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Marine Science



WWF-UK Comment on ICUN Red List –  New assessments by the International Union for Conservation of Nature (IUCN) released yesterday show 316 chondrichthyan species – sharks, rays and skates, and chimaeras – are now threatened with extinction.

The Red List updates include over 420 assessments of shark and ray species, of which 154 species are classified as “threatened,” or at risk of extinction in the wild. Among them are four hammerhead shark species (Sphyrna family) and four species of angel shark (Squatina family) that are endangered or critically endangered, making them some of the most threatened shark families, as well as the giant manta ray (Mobula birostris), which is now facing a very high risk of extinction.

Dr Simon Walmsley, Chief Marine Adviser at WWF-UK said: 

“These shocking figures are no surprise. We’ve been witnessing the alarming decline in sharks and rays for the last two decades and yet the unsustainable fishing of these crucial species has continued – unabated. ”

“These animals have evolved over 400 million years and sadly we’re now pushing them to the brink of extinction. Our ocean is in crisis and if we’re going to secure a healthy future for our seas, we need urgent action from the global community to stop this destruction of our marine life.”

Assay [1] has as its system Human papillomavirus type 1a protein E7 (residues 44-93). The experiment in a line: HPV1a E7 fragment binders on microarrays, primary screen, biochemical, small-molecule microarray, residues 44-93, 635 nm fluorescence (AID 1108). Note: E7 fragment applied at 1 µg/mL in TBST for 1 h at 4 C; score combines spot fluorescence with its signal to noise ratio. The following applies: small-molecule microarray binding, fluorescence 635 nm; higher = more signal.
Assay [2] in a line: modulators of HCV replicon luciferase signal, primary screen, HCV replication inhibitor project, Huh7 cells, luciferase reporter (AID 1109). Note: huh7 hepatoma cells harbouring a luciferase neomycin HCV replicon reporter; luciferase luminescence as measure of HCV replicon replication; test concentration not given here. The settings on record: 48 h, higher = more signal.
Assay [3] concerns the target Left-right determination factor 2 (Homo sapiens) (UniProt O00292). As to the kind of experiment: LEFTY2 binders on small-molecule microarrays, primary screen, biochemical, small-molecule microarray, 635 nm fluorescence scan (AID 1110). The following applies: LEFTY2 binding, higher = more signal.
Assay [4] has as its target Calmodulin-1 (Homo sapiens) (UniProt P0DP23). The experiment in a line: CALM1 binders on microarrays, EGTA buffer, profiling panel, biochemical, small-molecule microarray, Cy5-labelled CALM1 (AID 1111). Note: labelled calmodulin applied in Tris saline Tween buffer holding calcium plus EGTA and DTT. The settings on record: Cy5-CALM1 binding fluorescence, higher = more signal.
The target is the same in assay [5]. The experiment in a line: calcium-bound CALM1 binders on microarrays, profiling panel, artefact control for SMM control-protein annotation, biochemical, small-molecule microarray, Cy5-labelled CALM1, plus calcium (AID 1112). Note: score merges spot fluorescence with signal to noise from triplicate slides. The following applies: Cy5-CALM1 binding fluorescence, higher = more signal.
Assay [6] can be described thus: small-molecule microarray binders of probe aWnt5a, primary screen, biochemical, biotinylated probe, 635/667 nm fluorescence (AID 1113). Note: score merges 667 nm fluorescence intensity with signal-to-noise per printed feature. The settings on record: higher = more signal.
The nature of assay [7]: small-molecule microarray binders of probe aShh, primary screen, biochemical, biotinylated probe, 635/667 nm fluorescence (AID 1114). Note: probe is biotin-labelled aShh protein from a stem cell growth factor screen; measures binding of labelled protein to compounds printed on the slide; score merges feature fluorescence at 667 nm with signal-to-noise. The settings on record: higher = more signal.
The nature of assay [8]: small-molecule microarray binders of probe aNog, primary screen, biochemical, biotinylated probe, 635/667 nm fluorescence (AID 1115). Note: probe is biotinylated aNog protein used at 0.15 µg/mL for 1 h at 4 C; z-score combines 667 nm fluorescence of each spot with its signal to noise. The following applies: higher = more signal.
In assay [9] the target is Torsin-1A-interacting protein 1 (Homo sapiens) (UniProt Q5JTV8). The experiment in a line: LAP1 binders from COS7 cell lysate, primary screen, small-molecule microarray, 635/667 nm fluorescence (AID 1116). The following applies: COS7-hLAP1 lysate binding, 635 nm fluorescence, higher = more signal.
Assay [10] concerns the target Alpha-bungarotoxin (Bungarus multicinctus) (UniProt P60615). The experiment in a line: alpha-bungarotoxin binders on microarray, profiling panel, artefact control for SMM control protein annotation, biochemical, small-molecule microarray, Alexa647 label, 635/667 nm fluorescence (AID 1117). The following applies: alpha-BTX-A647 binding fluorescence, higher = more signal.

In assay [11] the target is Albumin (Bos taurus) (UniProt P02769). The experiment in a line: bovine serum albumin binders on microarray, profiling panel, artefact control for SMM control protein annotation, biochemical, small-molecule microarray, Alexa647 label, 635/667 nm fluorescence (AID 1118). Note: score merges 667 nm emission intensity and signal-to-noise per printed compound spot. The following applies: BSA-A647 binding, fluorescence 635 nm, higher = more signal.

Other species

All five of the world’s river dolphin species are now threatened with extinction after the IUCN Red List re-classified the tucuxi, moving it from Data Deficient to Endangered.

According to the IUCN Red List, “this small grey dolphin species found in the Amazon river system has been severely depleted by incidental mortality in fishing gear, damming of rivers and pollution.”

As part of the South American River Dolphin Inititative (SARDI) WWF has been working with governments, partners and communities to conserve the tucuxi dolphins, including gathering the data upon which their new classification was based. The information on their status and behaviour, which can now be found on the South American river dolphin dashboard, will also be critical to developing effective ways to safeguard them and the rivers they inhabit.